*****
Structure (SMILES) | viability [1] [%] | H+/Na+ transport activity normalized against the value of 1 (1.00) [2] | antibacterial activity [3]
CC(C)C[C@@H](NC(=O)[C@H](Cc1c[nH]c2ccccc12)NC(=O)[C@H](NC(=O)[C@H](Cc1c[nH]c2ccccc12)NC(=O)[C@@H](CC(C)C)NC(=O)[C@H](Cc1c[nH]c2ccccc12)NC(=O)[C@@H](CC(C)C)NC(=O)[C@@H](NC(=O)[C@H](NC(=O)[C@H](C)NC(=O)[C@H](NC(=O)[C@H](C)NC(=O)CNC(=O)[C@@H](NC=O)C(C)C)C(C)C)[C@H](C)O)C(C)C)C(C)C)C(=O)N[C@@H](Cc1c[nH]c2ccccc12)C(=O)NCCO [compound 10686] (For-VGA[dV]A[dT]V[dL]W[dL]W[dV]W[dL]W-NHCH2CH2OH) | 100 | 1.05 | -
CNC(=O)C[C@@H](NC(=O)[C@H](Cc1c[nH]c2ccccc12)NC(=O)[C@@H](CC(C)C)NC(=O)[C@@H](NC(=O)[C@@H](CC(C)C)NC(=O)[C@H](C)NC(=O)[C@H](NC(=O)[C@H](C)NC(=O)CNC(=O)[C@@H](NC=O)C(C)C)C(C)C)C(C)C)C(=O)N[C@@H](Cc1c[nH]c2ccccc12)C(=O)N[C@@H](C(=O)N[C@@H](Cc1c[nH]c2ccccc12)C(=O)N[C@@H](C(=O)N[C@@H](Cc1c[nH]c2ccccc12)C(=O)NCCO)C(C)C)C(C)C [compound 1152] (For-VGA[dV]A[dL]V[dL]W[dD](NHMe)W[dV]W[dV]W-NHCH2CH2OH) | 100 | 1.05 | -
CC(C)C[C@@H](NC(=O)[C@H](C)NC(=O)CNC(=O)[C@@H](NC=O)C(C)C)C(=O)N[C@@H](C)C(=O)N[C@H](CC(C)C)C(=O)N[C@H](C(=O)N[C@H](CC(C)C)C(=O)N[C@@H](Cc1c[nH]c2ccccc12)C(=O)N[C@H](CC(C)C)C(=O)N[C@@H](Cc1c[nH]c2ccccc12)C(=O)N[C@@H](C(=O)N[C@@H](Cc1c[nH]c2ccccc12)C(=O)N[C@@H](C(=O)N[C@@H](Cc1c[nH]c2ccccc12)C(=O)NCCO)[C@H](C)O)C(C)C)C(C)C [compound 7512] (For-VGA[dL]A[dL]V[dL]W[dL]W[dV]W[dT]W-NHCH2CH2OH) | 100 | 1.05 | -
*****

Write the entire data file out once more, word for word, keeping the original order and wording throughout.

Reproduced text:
Structure (SMILES) | viability [1] [%] | H+/Na+ transport activity normalized against the value of 1 (1.00) [2] | antibacterial activity [3]
CC(C)C[C@@H](NC(=O)[C@H](Cc1c[nH]c2ccccc12)NC(=O)[C@H](NC(=O)[C@H](Cc1c[nH]c2ccccc12)NC(=O)[C@@H](CC(C)C)NC(=O)[C@H](Cc1c[nH]c2ccccc12)NC(=O)[C@@H](CC(C)C)NC(=O)[C@@H](NC(=O)[C@H](NC(=O)[C@H](C)NC(=O)[C@H](NC(=O)[C@H](C)NC(=O)CNC(=O)[C@@H](NC=O)C(C)C)C(C)C)[C@H](C)O)C(C)C)C(C)C)C(=O)N[C@@H](Cc1c[nH]c2ccccc12)C(=O)NCCO [compound 10686] (For-VGA[dV]A[dT]V[dL]W[dL]W[dV]W[dL]W-NHCH2CH2OH) | 100 | 1.05 | -
CNC(=O)C[C@@H](NC(=O)[C@H](Cc1c[nH]c2ccccc12)NC(=O)[C@@H](CC(C)C)NC(=O)[C@@H](NC(=O)[C@@H](CC(C)C)NC(=O)[C@H](C)NC(=O)[C@H](NC(=O)[C@H](C)NC(=O)CNC(=O)[C@@H](NC=O)C(C)C)C(C)C)C(C)C)C(=O)N[C@@H](Cc1c[nH]c2ccccc12)C(=O)N[C@@H](C(=O)N[C@@H](Cc1c[nH]c2ccccc12)C(=O)N[C@@H](C(=O)N[C@@H](Cc1c[nH]c2ccccc12)C(=O)NCCO)C(C)C)C(C)C [compound 1152] (For-VGA[dV]A[dL]V[dL]W[dD](NHMe)W[dV]W[dV]W-NHCH2CH2OH) | 100 | 1.05 | -
CC(C)C[C@@H](NC(=O)[C@H](C)NC(=O)CNC(=O)[C@@H](NC=O)C(C)C)C(=O)N[C@@H](C)C(=O)N[C@H](CC(C)C)C(=O)N[C@H](C(=O)N[C@H](CC(C)C)C(=O)N[C@@H](Cc1c[nH]c2ccccc12)C(=O)N[C@H](CC(C)C)C(=O)N[C@@H](Cc1c[nH]c2ccccc12)C(=O)N[C@@H](C(=O)N[C@@H](Cc1c[nH]c2ccccc12)C(=O)N[C@@H](C(=O)N[C@@H](Cc1c[nH]c2ccccc12)C(=O)NCCO)[C@H](C)O)C(C)C)C(C)C [compound 7512] (For-VGA[dL]A[dL]V[dL]W[dL]W[dV]W[dT]W-NHCH2CH2OH) | 100 | 1.05 | -